Social Change Book Club:
Hello friends. Chapter 9 touched really touched on the current atrocities and struggles in human trafficking. The idea that there are young children all over the world whose lives and futures are being forced out of their control is appalling.
The world needs to understand that slavery still exists. Even today, young children are bought and sold like trinkets. Little girls are forced into the dark, illicit sex trade. Young boys and girls are coerced to beg in the streets, and bring their proceeds back to line the pockets of thugs who abuse them at night. Others are forced into labor mills with long hours, intolerable heat, and strict production quotas, all in horrible working conditions, cutting the young away from any possibility of education. The dark streets of the swarming city become a marketplace where young adolescents are offered for sale to satisfy the case needs of amoral souls who think nothing of the lifelong impact of a few reckless minutes.
However, I want to settle into an even more unhinging thought. I want to take a moment to think about the parents in these situations. Now, I know that there are a myriad reasons as to how a child might end up trafficked. In some situations, the children might be taken without the parents knowledge. On the other hand, what about the even darker scenarios. What about the parents, relatives, or neighbors who are the ones selling these children?
On the surface, this type of occurrence seems absurd. As westerner’s, many of us would think to ourselves, what kind of person could knowingly sell a child into slavery? I agree, it’s deplorable. But let’s take a step closer and ask, how do we go about changing the environments and conditions that often lead to trafficking? How do we (as in people all around the world) foster communities where parents don’t see selling a young girl as the only conceivable way to feed their other seven children?
I don’t know all of the answers or solutions but I do think that there are a lot of amazing organizations paving the way. Furthermore, I think that two of the best ways are education and small business.
Studies have found that children who are in school are much less likely to be trafficked than their peers who are not in school. On a simplistic level, many children are often trafficked during the day as they are walking the streets. If a student is in school, they lessen their chances of being noticed by a pimp or trafficker.
Additionally, small businesses often provide families with the financial resources to support their families and to even send their children to school. Many countries have also seen a rise in female entrepreneurship which is both empowering and inspiring to young girls in societies where females are often viewed as less valuable than men.
Overall, I believe that there are three important steps that we can can take.
First, is to raise awareness and support for organizations that are working to fight trafficking as well as offering support and job training to those currently entrenched in the circle of trafficking. Two that I would recommend checking out are A21 & Not for Sale.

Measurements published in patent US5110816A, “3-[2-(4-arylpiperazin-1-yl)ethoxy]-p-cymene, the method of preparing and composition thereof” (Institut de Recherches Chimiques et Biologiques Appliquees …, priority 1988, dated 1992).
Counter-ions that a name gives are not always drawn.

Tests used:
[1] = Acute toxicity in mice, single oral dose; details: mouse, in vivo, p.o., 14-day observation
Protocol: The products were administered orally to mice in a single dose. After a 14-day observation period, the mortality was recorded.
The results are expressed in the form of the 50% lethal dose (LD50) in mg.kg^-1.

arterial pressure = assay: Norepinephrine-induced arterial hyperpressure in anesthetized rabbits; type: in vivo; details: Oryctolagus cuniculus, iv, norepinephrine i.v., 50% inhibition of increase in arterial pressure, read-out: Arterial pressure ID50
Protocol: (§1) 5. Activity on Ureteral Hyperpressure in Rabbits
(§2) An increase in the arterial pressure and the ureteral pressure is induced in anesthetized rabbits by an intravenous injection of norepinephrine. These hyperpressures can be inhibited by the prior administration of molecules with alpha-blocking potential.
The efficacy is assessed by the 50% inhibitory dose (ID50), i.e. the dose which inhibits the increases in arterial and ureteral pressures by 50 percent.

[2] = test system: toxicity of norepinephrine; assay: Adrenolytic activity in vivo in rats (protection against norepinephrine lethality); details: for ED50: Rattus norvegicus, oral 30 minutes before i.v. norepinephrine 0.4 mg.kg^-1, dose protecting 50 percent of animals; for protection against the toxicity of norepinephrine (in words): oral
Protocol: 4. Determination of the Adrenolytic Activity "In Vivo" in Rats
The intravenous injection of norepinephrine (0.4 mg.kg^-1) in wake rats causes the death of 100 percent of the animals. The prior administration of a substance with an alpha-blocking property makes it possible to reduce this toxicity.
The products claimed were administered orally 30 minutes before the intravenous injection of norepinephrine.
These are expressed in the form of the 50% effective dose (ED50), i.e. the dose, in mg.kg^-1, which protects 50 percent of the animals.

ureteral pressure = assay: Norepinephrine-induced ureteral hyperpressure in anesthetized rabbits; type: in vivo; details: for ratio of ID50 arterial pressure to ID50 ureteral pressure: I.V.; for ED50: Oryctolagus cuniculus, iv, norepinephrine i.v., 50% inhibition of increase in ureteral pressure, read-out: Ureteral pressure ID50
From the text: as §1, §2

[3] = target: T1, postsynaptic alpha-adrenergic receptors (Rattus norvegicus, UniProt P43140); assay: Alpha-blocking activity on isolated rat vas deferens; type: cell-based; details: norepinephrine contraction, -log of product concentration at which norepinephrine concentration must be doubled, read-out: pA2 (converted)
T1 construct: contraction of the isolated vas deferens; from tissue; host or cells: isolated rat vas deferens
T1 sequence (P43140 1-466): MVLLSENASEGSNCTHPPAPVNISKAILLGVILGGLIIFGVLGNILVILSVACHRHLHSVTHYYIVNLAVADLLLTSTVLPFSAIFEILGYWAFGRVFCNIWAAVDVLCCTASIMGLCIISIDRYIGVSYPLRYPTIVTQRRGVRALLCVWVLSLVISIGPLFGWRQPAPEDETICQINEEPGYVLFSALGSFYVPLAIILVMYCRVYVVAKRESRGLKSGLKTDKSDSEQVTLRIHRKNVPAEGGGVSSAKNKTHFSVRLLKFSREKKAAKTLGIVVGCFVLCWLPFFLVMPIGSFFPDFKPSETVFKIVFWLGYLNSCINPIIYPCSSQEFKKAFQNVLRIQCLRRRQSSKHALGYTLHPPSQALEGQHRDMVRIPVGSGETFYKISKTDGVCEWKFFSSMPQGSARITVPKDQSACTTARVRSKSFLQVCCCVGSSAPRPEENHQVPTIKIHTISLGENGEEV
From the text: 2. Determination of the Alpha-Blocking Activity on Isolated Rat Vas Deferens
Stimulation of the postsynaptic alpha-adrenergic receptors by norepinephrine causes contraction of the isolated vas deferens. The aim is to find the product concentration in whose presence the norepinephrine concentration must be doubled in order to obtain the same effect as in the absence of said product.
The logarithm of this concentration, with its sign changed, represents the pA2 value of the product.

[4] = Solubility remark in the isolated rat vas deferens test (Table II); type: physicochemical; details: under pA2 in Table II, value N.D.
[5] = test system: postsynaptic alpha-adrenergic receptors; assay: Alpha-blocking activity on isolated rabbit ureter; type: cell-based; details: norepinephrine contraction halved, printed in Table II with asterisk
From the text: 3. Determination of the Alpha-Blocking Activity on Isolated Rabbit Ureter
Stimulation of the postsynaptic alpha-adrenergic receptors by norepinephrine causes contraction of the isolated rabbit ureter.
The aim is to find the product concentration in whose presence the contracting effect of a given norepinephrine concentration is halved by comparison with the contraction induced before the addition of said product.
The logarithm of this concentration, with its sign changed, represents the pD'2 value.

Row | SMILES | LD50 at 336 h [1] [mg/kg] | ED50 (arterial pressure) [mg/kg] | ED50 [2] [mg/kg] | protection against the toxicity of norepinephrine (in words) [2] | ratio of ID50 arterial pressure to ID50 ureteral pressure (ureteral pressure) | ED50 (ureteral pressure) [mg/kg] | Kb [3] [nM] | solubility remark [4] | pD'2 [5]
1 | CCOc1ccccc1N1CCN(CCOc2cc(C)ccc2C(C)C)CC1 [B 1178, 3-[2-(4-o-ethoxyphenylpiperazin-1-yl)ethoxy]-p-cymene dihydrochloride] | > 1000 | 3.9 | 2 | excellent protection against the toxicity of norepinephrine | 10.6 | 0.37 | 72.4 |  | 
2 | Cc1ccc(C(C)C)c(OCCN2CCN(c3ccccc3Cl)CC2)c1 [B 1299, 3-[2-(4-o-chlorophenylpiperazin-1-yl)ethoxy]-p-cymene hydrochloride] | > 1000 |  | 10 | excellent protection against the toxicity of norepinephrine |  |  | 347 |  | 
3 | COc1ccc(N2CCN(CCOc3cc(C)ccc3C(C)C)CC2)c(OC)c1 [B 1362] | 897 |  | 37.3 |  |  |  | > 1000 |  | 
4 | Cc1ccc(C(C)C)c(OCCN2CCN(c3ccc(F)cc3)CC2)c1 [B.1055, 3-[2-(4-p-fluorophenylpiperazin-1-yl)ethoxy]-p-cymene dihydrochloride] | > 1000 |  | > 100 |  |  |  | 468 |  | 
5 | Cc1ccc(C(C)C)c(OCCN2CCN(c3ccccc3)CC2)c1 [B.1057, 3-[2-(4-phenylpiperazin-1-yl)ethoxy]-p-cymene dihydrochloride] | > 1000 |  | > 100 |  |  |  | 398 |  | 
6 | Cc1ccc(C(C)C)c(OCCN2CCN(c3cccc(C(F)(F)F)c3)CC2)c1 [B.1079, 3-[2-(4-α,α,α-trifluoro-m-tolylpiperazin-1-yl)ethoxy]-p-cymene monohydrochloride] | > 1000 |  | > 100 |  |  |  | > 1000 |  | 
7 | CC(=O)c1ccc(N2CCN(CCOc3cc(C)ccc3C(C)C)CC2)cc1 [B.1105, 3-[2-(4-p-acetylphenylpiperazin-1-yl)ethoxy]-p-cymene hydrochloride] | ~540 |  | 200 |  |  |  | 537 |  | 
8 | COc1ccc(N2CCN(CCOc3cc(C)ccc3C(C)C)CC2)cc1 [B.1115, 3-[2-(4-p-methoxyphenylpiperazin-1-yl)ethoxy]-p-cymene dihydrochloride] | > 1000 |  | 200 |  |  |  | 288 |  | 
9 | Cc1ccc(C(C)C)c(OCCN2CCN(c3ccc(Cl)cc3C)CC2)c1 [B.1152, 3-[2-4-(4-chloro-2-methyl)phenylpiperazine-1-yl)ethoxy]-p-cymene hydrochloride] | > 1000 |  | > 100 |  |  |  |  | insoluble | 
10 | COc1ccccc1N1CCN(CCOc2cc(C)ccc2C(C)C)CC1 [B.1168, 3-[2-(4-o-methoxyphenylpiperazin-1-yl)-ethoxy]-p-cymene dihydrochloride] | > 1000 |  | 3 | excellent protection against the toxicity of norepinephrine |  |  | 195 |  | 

A21 was started by Christine Cain and is involved in both prevention of trafficking through awareness and education as well as protecting victims and prosecuting traffickers themselves.
Not for Sale works with both survives and at risk communities through shelter, healthcare, and legal services. In addition, they also work with survives to receive education and training to provide them with better futures for both themselves and their families.
Second, is to either volunteer either time or resources towards education in developing countries where trafficking is particularly prominent. Two organizations that I would recommend are Compassion International & Pencils of Promise.
Compassion International is a Christian organization that provides sponsorship to children throughout the world. My husband and I love getting letters from our sponsor child, Joshua and his family in the Philippines. It’s nice to have a personal connection and to see directly how you are making an impact.
Pencils of Promise is doing amazing work to build schools and in the process to also build up communities. With their model, the communities are required to contribute 20% of labor and materials to each project so that community members will have an invested interest in what they are creating. If you want to learn more, I would also encourage you to check out the book Promise of a Pencil by the founder Adam Braun. It’s a great book!
Kiva provides micro loans to men and women throughout the world to allow them to start small businesses. What I love about Kiva is that it’s exactly what it says, a loan. Once the person is able to re-pay their loan, you can continue the cycle by then investing in someone else. You are also able to choose the country, person, and industry you would like to invest in.
31Bits is a for profit business that sells beautiful handmade jewelry by artisan women in Africa. The best part is that they also put each woman through a training program that provides education and skills that allow them to move forward in life as smart, empowered leaders of their communities.
Book Club Action Steps:
- Read Chapters 11, 12, & 13
- Learn more about human trafficking and check out some organizations that are mentioned above
- Check back on the blog next Tuesday for notes and ideas on Chapters 11, 12, & 13
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